Tolkien also repeatedly engaged in several “low philological jests” between his own languages, a sort of cross-pollination. Adunaic naru “male” echoes Quenya nér of the same meaning (though both probably echo Greek anêr, Sanskrit nara; and, for that matter, Adunaic zini “female” echoes, at a greater distance, Greek gynê, Persian zan). Adunaic mânô “spirit” echoes Quenya manu “departed spirit”. Khuzdul kibil “silver” echoes Sindarin celeb of the same meaning. Adunaic târik “pillar/that which supports” may be echoed in Khuzdul tharkûn “staff-man” (a nickname of Gandalf).
I’m discussing this because it relates to how I went about building Khuzdul vocabulary. Coming up with sequences of sound to fit meaning is not an easy task. Language creators have gone about this in different ways. Some, like the makers of Esperanto, Interlingua, and other auxiliary languages, have drawn extensively on real-world languages to provide a basic vocabulary. Others, especially creators of “artlangs” (in which class I suppose neo-Khuzdul belongs) have tried to distance their languages from the real world context — which only makes sense if your language is supposed to be spoken on, say, an alien planet or in a parallel plane of existence. Some have gone so far as to use computers, programmed with certain limitations on sounds and word-types, to generate new vocabulary.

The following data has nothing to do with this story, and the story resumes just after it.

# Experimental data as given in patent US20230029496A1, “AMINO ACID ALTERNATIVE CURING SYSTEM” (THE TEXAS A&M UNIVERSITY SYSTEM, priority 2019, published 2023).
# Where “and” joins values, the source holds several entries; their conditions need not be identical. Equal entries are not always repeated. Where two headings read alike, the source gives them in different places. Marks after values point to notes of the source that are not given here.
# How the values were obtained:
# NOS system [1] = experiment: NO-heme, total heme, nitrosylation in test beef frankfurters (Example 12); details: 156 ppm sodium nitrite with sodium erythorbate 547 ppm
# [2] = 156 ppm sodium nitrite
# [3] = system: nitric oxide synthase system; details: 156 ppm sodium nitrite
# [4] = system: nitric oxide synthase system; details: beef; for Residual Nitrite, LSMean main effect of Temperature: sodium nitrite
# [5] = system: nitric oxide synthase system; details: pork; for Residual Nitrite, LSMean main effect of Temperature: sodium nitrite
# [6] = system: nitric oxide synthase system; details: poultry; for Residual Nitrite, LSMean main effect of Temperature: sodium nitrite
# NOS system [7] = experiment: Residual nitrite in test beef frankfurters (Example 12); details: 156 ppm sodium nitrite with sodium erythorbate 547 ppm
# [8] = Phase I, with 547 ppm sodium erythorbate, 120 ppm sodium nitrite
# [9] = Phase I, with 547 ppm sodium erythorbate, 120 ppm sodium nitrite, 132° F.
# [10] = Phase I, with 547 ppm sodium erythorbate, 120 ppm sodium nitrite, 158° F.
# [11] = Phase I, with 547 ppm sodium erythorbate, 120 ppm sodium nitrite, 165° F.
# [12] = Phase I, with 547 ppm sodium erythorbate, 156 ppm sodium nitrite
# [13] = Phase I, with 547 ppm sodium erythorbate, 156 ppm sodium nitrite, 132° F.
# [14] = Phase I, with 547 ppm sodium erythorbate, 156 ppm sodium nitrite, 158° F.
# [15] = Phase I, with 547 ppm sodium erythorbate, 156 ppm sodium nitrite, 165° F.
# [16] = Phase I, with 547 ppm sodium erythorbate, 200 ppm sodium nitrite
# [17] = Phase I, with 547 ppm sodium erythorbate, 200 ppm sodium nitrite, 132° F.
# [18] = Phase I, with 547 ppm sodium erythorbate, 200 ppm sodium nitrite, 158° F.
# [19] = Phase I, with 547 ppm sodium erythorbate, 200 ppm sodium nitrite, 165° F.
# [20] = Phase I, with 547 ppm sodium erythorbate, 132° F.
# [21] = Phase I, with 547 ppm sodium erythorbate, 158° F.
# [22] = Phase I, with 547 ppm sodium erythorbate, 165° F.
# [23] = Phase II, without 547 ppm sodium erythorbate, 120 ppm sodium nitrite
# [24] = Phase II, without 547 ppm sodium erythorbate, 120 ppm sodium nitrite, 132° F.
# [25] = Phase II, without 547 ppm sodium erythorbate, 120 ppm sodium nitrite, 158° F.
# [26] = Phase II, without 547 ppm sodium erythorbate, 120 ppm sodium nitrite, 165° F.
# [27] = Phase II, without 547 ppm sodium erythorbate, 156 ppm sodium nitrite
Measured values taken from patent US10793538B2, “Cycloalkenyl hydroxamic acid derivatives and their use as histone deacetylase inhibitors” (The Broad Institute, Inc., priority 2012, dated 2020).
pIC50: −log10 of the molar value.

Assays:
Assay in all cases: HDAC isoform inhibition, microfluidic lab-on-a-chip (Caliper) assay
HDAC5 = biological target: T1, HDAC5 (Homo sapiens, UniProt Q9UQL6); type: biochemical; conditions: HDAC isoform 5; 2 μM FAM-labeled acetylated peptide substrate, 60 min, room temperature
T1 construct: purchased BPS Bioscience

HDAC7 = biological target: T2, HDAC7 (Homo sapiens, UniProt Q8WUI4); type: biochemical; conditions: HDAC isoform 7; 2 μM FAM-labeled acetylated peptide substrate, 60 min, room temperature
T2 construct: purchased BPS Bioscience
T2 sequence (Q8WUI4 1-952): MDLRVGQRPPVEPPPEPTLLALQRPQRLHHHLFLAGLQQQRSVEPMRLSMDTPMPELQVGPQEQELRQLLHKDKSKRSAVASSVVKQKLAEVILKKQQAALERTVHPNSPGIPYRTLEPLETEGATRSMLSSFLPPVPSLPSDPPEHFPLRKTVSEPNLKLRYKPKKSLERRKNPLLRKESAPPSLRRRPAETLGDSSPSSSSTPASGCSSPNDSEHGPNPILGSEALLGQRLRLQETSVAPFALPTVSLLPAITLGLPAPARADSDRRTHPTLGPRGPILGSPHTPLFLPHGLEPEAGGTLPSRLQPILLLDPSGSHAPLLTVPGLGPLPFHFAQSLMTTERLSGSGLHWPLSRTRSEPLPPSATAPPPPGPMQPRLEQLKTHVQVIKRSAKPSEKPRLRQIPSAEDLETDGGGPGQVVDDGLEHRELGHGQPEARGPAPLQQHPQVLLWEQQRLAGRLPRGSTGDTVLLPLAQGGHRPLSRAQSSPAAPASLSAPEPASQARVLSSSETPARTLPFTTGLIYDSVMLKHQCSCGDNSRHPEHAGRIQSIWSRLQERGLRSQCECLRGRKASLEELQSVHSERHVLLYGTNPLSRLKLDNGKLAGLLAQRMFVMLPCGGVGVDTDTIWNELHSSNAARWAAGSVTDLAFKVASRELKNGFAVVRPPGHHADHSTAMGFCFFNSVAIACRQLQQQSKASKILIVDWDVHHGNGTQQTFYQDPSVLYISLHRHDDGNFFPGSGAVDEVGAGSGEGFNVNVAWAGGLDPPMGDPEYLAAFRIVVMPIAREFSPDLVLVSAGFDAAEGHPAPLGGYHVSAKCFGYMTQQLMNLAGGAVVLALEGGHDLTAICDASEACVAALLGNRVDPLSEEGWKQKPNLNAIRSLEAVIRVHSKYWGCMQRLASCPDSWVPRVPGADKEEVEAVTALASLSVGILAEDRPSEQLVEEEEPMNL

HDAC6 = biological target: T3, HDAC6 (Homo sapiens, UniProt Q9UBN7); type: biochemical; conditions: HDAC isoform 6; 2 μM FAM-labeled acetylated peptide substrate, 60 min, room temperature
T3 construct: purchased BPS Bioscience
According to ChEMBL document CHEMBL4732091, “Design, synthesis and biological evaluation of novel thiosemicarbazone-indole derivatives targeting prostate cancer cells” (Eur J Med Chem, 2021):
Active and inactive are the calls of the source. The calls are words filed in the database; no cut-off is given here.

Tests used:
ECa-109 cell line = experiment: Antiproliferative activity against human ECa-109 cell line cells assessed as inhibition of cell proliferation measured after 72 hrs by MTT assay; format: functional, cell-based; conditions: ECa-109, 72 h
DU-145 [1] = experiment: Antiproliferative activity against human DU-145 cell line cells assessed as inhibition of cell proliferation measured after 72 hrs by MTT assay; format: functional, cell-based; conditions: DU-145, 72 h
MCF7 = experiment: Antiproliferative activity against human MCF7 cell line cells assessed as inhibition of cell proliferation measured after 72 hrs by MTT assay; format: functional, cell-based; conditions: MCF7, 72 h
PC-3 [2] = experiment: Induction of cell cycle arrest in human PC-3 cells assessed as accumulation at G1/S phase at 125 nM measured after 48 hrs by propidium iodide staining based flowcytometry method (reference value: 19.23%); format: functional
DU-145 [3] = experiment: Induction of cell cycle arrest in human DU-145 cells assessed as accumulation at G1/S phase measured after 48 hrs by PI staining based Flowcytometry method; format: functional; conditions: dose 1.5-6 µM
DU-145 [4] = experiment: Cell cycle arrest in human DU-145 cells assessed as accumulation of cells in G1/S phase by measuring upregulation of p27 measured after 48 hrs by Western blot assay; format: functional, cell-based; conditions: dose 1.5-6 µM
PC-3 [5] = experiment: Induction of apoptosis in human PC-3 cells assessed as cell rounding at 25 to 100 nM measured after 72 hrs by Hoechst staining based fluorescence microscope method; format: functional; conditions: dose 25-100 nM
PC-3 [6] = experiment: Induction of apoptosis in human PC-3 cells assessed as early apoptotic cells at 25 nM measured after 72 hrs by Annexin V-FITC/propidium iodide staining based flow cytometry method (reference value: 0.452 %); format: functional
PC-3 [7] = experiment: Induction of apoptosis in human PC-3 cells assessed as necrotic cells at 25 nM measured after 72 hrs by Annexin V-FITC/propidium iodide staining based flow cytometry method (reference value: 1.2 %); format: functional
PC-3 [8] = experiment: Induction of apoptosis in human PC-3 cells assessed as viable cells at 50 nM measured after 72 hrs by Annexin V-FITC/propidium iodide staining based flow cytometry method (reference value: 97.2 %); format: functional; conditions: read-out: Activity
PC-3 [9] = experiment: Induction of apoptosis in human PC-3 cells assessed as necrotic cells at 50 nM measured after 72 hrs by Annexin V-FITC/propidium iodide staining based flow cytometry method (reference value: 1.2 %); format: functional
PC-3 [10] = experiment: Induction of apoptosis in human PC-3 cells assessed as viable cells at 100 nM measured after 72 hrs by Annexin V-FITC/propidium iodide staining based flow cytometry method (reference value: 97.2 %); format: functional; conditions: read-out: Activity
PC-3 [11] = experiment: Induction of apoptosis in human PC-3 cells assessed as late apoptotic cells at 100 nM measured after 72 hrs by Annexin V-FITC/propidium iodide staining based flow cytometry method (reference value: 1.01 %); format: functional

I couldn’t do that. To me, the junction of meanings and sounds has to make some sense, to me if not to others. Such ‘sense’ is usually derived from our own linguistic experience. If I were looking for a word for “round”, no doubt sequences that resembled RND or BL or GLB would seem more plausible than, oh, KZT or ShRG. There is also a certain amount of sound-symbolism which is, if not universal, at least common enough to be drawn on in language-creation. If I create the words bulmo and rizek, and tell you that one refers to sharp, brittle shards while the other refers to a large, soft pillow, few people — certainly few speakers of English — will have difficulty guessing which meaning belongs to which word.
Considering this, and considering that Tolkien’s languages were not examples of pure language-making, untainted by influences from outside, I decided not to consciously avoid “influences,” either from real-world languages or from Tolkien’s languages, but to take them as they came to mind, and consider whether they could be fitted to the sound-patterns of Khuzdul. Neo-Khuzdul is therefore full of linguistic “puns” and references, though these are for the most part limited to the particular choice of sound-sequences for the roots.